Wednesday, August 06, 2008

Ohio, Cleveland Down the Tubes

Back in 2004, Cleveland was rated the poorest big city in the USA. It's not a big stretch. The Flats are a crime-ridden ghost town anymore and many an office building downtown is simply vacant, the owners unable to get businesses to HQ or even branch there. A friend of mine was violently mugged walking from his car to work, in the morning hours, in almost the center of downtown.

As a former resident of Greater Cleveland (Parma), it's hard to watch happen, especially since all of my and Mrs. Shambles family still call it home.

As a continuing resident of Ohio, it was even more of a bummer to see yesterday's report in Forbes:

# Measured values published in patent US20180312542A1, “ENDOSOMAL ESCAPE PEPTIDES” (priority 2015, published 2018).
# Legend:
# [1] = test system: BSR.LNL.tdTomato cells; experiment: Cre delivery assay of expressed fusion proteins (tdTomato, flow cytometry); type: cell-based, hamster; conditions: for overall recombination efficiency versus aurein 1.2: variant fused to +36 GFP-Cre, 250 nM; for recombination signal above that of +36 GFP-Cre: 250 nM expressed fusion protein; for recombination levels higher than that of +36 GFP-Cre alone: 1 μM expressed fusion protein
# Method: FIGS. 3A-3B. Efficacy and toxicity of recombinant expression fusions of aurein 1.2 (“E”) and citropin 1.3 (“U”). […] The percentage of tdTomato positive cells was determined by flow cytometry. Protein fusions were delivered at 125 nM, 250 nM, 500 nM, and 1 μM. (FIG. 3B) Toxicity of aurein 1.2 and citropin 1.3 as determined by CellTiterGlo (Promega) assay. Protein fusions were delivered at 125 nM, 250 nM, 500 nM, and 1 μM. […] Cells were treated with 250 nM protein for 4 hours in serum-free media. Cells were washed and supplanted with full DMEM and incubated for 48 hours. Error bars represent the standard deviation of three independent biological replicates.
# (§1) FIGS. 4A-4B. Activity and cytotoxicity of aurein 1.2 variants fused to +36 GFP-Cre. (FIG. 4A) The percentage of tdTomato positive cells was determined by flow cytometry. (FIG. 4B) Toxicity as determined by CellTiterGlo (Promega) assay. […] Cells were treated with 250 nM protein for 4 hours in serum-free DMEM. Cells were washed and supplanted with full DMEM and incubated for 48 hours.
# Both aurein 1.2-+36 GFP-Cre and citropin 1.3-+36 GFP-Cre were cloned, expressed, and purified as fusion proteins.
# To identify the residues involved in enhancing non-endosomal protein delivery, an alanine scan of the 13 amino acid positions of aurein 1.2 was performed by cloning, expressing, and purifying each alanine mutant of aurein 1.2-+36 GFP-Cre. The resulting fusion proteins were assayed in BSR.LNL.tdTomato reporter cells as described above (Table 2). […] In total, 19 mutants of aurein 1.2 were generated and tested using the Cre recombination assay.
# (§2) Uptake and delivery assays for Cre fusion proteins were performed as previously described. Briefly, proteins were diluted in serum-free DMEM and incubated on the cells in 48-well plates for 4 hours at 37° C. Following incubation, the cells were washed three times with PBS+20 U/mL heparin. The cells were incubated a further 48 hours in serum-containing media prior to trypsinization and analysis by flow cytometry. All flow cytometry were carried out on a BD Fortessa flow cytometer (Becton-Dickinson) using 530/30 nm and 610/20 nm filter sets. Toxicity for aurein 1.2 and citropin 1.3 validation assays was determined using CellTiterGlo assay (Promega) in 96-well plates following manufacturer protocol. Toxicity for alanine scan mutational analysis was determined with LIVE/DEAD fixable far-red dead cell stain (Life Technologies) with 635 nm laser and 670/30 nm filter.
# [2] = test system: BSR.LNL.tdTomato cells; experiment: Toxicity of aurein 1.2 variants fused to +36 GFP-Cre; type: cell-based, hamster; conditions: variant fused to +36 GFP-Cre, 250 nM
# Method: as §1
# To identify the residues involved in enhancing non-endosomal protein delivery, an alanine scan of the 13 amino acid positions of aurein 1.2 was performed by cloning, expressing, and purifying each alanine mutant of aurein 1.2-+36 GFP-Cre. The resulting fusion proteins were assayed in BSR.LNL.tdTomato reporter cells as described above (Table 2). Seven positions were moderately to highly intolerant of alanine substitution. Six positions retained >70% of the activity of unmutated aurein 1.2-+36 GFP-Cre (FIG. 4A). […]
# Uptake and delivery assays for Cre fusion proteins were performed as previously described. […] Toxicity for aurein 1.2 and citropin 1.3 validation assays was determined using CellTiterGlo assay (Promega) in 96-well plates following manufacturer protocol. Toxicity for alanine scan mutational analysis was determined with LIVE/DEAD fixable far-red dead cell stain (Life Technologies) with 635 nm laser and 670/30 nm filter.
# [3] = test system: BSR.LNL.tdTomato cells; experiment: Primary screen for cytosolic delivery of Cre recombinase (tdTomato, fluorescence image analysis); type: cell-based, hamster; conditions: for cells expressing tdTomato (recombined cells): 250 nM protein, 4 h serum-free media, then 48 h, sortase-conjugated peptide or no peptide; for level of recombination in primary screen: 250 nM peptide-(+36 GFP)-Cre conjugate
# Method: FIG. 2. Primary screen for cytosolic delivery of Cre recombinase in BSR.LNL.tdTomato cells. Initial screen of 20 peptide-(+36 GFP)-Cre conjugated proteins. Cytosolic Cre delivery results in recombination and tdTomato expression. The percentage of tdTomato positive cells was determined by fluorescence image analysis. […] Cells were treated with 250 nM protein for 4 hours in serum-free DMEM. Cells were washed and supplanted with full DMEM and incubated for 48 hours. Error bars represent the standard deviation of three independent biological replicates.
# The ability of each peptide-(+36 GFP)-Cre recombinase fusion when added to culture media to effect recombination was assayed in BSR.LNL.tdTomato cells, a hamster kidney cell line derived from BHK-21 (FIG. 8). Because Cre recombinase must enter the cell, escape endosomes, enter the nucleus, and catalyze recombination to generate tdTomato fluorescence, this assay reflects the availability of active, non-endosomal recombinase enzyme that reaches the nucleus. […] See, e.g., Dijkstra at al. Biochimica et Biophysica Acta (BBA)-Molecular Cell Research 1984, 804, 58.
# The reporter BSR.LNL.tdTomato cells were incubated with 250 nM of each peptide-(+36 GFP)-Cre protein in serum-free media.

Washington, D.C. -

The turmoil of the mortgage market granted a temporary reprieve from hearing about the woes of America's Rust Belt. That doesn't mean things are better. Despite a decade of national prosperity, the former manufacturing backbone of the U.S. is in rougher shape than ever, still searching for some way to replace its long-stilled smokestacks.

Where's it worst? Ohio, according to our analysis, which racked up four of the 10 cities on our list: Youngstown, Canton, Dayton and Cleveland. The runner-up is Michigan, with two cities--Detroit and Flint--making the ranking.

Yeah, just sad.

1 comment:

Bill Stankus said...

Yeah, that's tough when cities can't regain their legs. Clever and bright people usually move away & then mediocre types get elected. Clueless how to better their cities they then do stupid things. Good people with roots in their communities then become victims. What a sad cycle.